Tánaiste denies claims cabinet told to prepare for 10,000 job losses in no deal Brexit scenario

Tánaiste denies claims cabinet told to prepare for 10,000 job losses in no deal Brexit scenario
An Tánaiste, Simon Coveney, pictured at Accountancy Firm Crowleys DFK at its Cork office as they celebrated its announcement of 40 new jobs. Pic Daragh Mc Sweeney/Provision

- Additional reporting by Fiachra Ó Cionnaith

Tánaiste Simon Coveney denies that the Government is preparing for up to 10,000 tourism and hospitality sector jobs to be lost by Christmas in a worst-case scenario Brexit amid growing demands for the cabinet to reveal its full Brexit plans.

Mr Coveney rejected claims that he and Taoiseach Leo Varadkar briefed cabinet colleagues on Tuesday about the scale of the short-term job losses and insisted that he has always been "an open book" on Ireland's Brexit preparations.

Leaked reports from Tuesday's cabinet meeting suggested on Thursday that Mr Coveney and Mr Varadkar told colleagues to prepare for up to 10,000 jobs to be lost in the tourism and hospitality sectors within three months of a no-deal Brexit.

The sources said the figure was raised during a discussion about a secret Government document outlining the scale of the crisis facing the country, copies of which were handed out to ministers before being taken back from them as the meeting ended.

The claims have led to growing concern over the potential damage a no-deal Brexit could cause Ireland, and to fresh opposition questions over the true extent of the Government's plans.

However, during a media event in Cork city where he also warned that a no-deal Brexit is "madness" and will be a "lose, lose, lose" situation for all involved, Mr Coveney denied any knowledge of the 10,000 jobs figure and said he has been "an open book" on preparation plans.

"No, you [the media] are reporting that. There was no report to Cabinet, there was nothing in writing, talking about 10,000 jobs. Different ministers spoke about different areas. There was a big discussion for about an hour or so in relation to a no-deal Brexit, the consequences of that and the supports that are needed for vulnerable sectors," he said.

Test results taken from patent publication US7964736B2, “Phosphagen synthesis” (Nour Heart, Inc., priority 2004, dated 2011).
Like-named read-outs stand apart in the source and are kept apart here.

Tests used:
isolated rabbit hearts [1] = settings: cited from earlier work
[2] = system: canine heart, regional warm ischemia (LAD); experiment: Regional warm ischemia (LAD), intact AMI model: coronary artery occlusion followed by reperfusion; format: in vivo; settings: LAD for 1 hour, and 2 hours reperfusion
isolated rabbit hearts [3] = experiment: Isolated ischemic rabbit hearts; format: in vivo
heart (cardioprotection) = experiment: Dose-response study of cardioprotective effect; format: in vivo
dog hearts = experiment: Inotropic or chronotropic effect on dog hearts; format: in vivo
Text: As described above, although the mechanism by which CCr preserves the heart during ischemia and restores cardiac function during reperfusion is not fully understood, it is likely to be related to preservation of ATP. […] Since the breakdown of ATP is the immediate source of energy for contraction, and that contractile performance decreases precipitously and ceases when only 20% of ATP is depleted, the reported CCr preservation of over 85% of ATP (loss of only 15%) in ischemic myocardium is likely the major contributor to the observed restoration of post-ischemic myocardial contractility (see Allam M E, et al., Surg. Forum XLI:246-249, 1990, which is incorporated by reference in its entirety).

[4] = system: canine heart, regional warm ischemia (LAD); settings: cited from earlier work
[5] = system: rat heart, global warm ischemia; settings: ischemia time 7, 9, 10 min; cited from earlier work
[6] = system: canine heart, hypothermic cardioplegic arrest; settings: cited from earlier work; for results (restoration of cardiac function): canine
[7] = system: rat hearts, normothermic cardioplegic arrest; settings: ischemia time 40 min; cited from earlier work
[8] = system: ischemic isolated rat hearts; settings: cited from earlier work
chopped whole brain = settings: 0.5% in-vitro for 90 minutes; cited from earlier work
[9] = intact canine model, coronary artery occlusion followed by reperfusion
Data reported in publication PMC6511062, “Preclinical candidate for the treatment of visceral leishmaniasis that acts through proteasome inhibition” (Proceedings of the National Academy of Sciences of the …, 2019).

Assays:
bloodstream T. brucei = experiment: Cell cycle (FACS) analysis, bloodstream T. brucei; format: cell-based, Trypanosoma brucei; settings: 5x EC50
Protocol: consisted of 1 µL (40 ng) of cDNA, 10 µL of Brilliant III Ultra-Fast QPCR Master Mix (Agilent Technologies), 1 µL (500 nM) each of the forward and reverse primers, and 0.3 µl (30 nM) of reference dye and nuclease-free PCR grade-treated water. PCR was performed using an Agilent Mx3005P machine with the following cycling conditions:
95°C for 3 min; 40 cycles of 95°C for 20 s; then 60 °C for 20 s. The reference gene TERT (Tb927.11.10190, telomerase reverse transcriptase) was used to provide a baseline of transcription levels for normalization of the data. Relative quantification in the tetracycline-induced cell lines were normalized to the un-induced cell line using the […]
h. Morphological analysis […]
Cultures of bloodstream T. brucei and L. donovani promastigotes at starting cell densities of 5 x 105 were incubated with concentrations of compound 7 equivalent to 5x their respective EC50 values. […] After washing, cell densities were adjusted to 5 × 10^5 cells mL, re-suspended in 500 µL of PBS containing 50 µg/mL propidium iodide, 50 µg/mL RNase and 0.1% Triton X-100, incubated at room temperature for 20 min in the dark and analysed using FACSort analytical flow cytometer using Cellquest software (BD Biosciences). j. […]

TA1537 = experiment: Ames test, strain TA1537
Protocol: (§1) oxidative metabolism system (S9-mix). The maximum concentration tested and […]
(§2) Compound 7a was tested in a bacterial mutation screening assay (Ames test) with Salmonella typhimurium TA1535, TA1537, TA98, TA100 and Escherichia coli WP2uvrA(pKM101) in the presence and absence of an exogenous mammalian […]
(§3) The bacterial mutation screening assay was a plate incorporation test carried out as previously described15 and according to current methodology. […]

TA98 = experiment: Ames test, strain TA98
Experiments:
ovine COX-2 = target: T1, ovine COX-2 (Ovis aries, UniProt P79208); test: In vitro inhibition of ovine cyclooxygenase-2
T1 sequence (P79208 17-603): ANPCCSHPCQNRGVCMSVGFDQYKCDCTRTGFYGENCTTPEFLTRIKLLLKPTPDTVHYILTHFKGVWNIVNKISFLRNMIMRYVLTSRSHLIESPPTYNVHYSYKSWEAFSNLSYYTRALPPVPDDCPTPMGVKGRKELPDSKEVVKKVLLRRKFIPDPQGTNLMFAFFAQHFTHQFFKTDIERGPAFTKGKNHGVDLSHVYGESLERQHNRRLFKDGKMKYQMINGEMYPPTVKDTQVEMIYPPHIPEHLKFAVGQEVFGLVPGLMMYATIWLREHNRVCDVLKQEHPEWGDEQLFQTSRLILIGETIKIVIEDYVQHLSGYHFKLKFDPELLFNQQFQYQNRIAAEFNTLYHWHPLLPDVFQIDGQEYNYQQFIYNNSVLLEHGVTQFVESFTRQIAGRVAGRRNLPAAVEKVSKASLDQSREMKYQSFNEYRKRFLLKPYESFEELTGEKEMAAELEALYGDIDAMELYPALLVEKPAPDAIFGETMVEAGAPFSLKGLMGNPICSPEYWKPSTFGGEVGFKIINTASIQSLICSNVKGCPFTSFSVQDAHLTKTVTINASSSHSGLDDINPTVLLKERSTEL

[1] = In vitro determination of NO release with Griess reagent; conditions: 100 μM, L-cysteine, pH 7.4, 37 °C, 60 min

He added: "I was the one giving the briefing as was the Taoiseach, I don’t think people were surprised. No report that I gave referred to the figure of 10,000 in any of the documents that I gave to the cabinet. I think it’s important to level with people and I have always been straight up with people in terms of a no-deal and why we want to avoid. It’s madness quite frankly. Everybody loses in a no-deal. This means a lose, lose, lose for everybody."

Fianna Fáil and Sinn Féin have now insisted that the only way to convince the public of what preparations are in place is for the Government to publish all Brexit documents including the latest briefing to cabinet immediately.

 An Tánaiste, Simon Coveney, pictured with new recruits Robert Graham and Gloria Ramasia at their Cork office of Accountancy Firm Crowleys DFK celebrating its announcement of 40 new jobs in Cork. Pic Daragh Mc Sweeney/Provision
An Tánaiste, Simon Coveney, pictured with new recruits Robert Graham and Gloria Ramasia at their Cork office of Accountancy Firm Crowleys DFK celebrating its announcement of 40 new jobs in Cork. Pic Daragh Mc Sweeney/Provision

"People are not able to prepare properly for what is happening unless they know exactly what is going on. This drip-feeding of information is not good enough. The information given to cabinet absolutely should be published. You can't expect people to make plans in the last few days, they need to make plans now. This is no way to govern," Sinn Féin health spokeswoman, Louise O'Reilly, told the Irish Examiner.

In a similar statement, Fianna Fáil's Brexit spokeswoman, Lisa Chambers, said that "given the ongoing instability" surrounding Brexit the Government "should publish the document and give the public and businesses the full facts of what we are potentially facing".

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